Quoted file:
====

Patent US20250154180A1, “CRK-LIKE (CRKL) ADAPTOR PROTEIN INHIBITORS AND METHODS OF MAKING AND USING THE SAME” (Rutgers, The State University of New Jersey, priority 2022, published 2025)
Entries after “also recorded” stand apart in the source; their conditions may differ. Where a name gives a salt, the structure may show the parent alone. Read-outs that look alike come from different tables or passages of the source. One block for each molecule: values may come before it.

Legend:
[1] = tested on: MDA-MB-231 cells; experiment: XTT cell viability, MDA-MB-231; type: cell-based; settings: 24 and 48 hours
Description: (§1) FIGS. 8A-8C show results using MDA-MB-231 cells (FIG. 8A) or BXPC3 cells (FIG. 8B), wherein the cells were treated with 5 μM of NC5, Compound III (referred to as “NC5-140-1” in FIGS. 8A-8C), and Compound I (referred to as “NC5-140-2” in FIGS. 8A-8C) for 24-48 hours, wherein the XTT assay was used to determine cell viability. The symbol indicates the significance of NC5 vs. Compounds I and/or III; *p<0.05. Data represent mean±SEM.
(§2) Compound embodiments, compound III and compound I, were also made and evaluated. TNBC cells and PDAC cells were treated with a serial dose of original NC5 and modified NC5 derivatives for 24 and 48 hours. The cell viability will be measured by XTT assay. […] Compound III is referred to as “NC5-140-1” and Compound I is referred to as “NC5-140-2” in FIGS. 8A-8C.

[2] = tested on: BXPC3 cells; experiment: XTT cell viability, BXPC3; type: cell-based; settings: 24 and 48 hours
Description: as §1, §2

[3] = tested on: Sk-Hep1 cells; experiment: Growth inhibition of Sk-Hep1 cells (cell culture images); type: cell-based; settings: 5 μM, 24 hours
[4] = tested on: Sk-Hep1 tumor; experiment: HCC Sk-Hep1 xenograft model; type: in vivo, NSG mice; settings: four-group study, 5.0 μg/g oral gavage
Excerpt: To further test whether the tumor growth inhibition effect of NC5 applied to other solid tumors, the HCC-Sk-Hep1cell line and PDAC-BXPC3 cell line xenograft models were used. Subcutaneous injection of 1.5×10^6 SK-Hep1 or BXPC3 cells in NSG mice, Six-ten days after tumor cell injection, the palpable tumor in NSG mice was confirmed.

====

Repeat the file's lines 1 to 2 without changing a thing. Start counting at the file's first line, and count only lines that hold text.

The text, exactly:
Patent US20250154180A1, “CRK-LIKE (CRKL) ADAPTOR PROTEIN INHIBITORS AND METHODS OF MAKING AND USING THE SAME” (Rutgers, The State University of New Jersey, priority 2022, published 2025)
Entries after “also recorded” stand apart in the source; their conditions may differ. Where a name gives a salt, the structure may show the parent alone. Read-outs that look alike come from different tables or passages of the source. One block for each molecule: values may come before it.